Customer acquisition but broken down by company stage
And guidelines on how to hit that growth escape velocity
Over the past week, I’ve encountered a range of growth problems but mostly revolving around the most optimal customer acquisition channel. Companies fail because they’ve either failed to identify the best distribution channel for their product or spent too much money on multiple channels too soon.
Overall, it’s a function of the stage of the company, your target market, and the problem you are trying to solve.
For early-stage companies:
Companies in this stage are primarily looking for early adopters who can try the product and provide valuable feedback that helps you improve the product offering. It lets you validate the idea and gain early traction in the target market segment. This is the stage where you are kick-starting your growth engine.
If you are in these early stages, your customer acquisition efforts should entail sharing the product with friends and colleagues or sharing it in communities where your potential customers hang out, creating content on platforms that are commonly accessed by the target user persona, and doing 1:1 cold outreach to potential product testers.
For post-Product-Market fit companies:
If you’ve found the initial product-market fit, you must now capture a sizeable TAM (total addressable market). You probably have funds to prove your business and growth model at this stage. This is where you start the journey to validate your first product/channel fit. Depending on your product and target customers, paid ads, product virality, partnerships, SEO, and sales, are common strategies.
For companies in scaling mode:
Companies in this stage are looking to accelerate growth. They want to reach larger customers, expand to adjacent use cases, or expand to newer geographies. Customer acquisition tactics deployed in this stage depend on what has been tried previously and layering on additional channels. Higher spending channels such as sponsoring trade shows, hosting events, and adding more channel partners are common tactics companies deploy at this stage.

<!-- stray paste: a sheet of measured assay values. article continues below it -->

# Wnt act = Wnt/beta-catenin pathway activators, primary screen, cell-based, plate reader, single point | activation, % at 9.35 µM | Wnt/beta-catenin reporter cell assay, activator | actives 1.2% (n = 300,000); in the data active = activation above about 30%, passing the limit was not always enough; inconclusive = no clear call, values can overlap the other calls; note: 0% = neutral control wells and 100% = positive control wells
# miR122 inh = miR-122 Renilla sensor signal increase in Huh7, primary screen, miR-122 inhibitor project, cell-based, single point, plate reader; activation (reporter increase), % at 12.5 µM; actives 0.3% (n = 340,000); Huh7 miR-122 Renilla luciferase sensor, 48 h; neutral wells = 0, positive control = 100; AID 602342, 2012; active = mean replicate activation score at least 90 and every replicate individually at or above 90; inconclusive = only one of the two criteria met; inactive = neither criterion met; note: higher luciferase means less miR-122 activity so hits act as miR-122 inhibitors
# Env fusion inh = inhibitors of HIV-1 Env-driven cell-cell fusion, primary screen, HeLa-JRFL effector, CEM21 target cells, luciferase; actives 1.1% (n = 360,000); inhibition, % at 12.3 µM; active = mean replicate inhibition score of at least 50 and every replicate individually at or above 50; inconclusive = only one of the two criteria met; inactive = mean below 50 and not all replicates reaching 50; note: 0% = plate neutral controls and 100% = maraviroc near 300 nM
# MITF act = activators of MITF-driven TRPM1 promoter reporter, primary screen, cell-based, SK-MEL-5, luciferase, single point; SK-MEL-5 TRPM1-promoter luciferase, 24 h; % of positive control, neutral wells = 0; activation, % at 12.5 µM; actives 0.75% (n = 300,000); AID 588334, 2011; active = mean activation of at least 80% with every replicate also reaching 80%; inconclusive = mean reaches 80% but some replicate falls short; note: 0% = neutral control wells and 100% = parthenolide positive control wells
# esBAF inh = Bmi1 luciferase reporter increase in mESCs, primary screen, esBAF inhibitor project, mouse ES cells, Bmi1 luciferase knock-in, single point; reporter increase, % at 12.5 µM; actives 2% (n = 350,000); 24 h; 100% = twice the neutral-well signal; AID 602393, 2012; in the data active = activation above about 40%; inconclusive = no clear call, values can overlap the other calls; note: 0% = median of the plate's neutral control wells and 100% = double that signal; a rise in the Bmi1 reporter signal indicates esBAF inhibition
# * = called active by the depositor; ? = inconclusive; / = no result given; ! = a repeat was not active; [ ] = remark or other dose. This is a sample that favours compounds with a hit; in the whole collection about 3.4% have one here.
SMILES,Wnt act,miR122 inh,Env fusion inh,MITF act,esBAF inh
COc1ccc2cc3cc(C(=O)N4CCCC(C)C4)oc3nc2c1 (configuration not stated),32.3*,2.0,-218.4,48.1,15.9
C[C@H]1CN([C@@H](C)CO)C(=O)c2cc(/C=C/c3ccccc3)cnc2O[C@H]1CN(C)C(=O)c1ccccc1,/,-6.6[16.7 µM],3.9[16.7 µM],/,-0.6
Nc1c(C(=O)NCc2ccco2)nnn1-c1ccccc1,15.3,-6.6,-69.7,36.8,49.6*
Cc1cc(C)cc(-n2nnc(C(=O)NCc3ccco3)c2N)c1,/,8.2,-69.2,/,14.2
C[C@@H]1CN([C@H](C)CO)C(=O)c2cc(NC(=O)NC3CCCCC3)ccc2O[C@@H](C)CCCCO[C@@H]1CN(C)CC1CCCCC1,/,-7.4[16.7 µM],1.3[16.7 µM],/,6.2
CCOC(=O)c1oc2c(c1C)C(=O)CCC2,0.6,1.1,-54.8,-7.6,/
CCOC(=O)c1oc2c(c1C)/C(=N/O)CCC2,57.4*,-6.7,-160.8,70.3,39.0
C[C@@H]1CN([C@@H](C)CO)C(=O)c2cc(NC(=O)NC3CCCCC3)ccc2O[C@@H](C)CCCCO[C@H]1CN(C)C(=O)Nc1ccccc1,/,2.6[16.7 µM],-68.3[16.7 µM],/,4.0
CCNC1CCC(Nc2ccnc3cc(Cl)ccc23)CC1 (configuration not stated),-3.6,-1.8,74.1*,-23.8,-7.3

Remember that these channels have helped many startups achieve better distribution and customer acquisition. However, the channel that works for your business will be very specific to YOUR business and the target market. NOT all channels mentioned in each stage are to be deployed in tandem.
You must validate that a channel works for your business quickly before doubling down on it. This is where setting appropriate success metrics and experiments helps.
Once you validate that a channel works, you must double down on the channel before spending resources on discovering another growth channel. This means deploying all your engg, product, success, and marketing resources to work cross-functionally till you start seeing diminishing returns.
Once a channel has been saturated, you should layer other channels to drive further growth and scale.
PS: Don’t forget Retention! All of the above without a product that retains customers is not sustainable. Ideally, you want a product that retains and acquires without spending incremental dollars on that channel. Remember loops, not funnels.
#growth #acqusition #startups
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